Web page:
The country’s banks will be able to increase dividends and boost credit to large companies next year after raising their capital levels to meet regulatory demands, Israel’s banking regulator said on Wednesday.
Hedva Ber, the supervisor of banks, said the sector had changed in recent years, with credit to more risky large firms down 22% since 2011 while credit to households and small business has jumped 30%. She told a conference that the banking system was more stable and more competitive in the wake of the global financial crisis and more capable of withstanding the next crisis.
“The fact that the banks have met the regulatory requirements will enable them, beginning in 2017, to expand credit to large and manufacturing corporations as well, following a significant decline in this credit in recent years, and to increase the distribution of dividends to shareholders,” Ber said. She noted Israeli banks in 2015 distributed 9.5% of net profit in dividends versus a global average of 26.5%.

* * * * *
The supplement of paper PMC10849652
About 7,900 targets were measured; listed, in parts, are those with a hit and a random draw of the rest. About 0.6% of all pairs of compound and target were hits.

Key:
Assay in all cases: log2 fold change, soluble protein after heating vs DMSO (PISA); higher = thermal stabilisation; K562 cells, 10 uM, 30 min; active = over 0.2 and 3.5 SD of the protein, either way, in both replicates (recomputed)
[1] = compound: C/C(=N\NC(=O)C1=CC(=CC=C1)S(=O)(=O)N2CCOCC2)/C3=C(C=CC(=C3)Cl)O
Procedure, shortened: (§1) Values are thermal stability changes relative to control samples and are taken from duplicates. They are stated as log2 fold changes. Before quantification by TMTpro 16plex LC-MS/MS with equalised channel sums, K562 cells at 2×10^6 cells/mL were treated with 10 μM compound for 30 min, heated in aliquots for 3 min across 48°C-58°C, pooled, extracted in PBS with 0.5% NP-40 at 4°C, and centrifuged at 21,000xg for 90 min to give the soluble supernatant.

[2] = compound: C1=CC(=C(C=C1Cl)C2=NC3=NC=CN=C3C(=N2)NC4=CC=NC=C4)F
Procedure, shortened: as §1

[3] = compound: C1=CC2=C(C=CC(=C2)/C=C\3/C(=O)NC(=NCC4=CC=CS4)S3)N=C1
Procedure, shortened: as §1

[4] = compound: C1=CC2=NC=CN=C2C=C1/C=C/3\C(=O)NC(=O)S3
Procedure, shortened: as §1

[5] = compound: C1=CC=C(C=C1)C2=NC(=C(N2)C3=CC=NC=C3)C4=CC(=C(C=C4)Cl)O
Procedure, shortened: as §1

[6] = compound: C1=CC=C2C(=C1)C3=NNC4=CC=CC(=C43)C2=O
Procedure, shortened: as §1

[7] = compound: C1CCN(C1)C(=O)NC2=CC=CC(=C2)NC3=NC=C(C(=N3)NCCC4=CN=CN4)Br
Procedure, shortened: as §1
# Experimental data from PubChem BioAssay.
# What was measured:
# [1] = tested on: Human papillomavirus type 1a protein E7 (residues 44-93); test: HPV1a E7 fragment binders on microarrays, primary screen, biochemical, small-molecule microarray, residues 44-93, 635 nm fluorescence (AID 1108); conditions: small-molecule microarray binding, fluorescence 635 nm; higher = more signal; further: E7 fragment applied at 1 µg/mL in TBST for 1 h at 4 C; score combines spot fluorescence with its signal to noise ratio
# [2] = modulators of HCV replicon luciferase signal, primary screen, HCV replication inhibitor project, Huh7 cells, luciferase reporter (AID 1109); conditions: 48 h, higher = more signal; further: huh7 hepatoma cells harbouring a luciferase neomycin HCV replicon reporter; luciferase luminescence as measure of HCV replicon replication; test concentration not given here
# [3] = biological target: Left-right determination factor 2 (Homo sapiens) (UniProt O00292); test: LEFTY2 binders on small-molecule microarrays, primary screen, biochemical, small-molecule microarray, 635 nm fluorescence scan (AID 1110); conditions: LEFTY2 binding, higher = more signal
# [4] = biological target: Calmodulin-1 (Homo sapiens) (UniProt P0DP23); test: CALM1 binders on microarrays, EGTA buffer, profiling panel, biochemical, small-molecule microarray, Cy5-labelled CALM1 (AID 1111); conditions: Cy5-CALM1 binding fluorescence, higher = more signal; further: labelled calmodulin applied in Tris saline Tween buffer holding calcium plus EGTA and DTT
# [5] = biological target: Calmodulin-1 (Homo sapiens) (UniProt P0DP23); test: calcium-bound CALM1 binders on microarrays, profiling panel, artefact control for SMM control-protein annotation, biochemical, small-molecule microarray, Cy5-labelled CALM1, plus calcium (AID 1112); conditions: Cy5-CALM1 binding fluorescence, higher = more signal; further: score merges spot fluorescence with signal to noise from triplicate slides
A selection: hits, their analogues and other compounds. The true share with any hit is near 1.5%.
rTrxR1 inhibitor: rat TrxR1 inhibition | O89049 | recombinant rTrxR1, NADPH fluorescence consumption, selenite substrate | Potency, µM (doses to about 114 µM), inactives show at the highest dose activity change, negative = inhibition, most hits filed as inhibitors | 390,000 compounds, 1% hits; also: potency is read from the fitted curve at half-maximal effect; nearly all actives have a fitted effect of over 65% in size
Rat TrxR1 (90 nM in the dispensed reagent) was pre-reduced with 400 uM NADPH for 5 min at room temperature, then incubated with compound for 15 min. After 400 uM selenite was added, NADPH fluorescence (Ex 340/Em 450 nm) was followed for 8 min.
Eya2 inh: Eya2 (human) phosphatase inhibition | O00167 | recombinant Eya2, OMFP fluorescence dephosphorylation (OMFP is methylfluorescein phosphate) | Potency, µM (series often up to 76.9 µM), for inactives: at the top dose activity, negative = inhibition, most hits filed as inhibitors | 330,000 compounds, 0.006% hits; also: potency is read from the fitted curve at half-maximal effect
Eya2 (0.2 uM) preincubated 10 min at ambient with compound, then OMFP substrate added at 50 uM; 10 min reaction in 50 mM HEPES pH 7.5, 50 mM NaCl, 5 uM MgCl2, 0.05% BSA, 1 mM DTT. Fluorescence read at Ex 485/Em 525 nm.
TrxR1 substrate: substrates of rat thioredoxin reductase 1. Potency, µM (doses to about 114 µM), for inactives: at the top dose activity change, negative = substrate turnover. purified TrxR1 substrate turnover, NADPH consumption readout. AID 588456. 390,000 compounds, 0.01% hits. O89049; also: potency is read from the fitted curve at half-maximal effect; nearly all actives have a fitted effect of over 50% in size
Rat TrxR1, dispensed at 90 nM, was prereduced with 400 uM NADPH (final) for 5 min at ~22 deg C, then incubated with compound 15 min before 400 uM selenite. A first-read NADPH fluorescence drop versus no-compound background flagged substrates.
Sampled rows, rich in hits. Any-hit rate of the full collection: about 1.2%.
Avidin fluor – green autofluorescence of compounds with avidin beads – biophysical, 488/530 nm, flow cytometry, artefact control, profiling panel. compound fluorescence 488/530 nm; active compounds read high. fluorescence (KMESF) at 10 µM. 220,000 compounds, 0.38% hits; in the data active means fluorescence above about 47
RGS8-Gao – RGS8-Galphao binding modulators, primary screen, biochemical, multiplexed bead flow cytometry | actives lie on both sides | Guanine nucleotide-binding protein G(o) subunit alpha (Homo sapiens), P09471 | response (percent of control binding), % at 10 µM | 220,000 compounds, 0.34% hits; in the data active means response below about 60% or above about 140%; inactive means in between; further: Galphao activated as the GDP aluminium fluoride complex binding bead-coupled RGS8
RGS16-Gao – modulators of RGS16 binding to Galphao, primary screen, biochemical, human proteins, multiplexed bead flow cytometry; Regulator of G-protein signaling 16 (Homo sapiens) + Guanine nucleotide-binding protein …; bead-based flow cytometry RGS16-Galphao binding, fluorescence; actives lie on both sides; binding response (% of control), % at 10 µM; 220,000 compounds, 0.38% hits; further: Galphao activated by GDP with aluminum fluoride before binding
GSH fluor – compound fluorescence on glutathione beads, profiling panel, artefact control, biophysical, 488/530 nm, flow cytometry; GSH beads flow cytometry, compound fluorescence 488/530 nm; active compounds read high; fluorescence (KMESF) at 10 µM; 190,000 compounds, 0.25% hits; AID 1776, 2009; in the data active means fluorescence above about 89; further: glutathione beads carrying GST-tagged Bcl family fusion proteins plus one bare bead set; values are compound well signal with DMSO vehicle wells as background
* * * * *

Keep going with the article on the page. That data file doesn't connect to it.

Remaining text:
In the second quarter, Bank Hapoalim, Israel’s largest lender, paid a dividend of 20% of its profit, while Mizrahi Tefahot — the fourth largest — paid out 15%.
Ber noted 2017 would bring more competition in credit supply to households and small businesses, with new players expected following a new law aimed at lowering the cost of credit. In July, the cabinet approved legislation aimed at loosening the grip of the country’s largest banks on the credit supply market. Under the law, Hapoalim and Bank Leumi, the country’s second-largest lender, must sell off their credit-card businesses.
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